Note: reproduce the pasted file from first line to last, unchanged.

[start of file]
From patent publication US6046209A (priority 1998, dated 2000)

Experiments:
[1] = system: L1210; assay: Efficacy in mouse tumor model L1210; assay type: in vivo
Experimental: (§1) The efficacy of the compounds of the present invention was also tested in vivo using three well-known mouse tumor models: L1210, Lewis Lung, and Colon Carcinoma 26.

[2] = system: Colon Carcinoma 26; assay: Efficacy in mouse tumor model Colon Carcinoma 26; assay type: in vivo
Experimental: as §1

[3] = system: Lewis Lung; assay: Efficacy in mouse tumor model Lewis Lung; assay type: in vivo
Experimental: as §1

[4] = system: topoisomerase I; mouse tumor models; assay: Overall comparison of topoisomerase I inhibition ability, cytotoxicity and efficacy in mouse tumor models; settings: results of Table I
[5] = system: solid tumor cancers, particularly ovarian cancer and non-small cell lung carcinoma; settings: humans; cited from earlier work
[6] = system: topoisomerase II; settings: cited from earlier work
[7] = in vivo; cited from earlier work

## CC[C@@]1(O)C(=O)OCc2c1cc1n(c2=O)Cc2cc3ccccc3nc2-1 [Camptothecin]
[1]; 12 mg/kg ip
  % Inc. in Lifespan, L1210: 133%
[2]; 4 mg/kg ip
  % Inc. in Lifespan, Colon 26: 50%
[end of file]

From patent publication US6046209A (priority 1998, dated 2000)

Experiments:
[1] = system: L1210; assay: Efficacy in mouse tumor model L1210; assay type: in vivo
Experimental: (§1) The efficacy of the compounds of the present invention was also tested in vivo using three well-known mouse tumor models: L1210, Lewis Lung, and Colon Carcinoma 26.

[2] = system: Colon Carcinoma 26; assay: Efficacy in mouse tumor model Colon Carcinoma 26; assay type: in vivo
Experimental: as §1

[3] = system: Lewis Lung; assay: Efficacy in mouse tumor model Lewis Lung; assay type: in vivo
Experimental: as §1

[4] = system: topoisomerase I; mouse tumor models; assay: Overall comparison of topoisomerase I inhibition ability, cytotoxicity and efficacy in mouse tumor models; settings: results of Table I
[5] = system: solid tumor cancers, particularly ovarian cancer and non-small cell lung carcinoma; settings: humans; cited from earlier work
[6] = system: topoisomerase II; settings: cited from earlier work
[7] = in vivo; cited from earlier work

## CC[C@@]1(O)C(=O)OCc2c1cc1n(c2=O)Cc2cc3ccccc3nc2-1 [Camptothecin]
[1]; 12 mg/kg ip
  % Inc. in Lifespan, L1210: 133%
[2]; 4 mg/kg ip
  % Inc. in Lifespan, Colon 26: 50%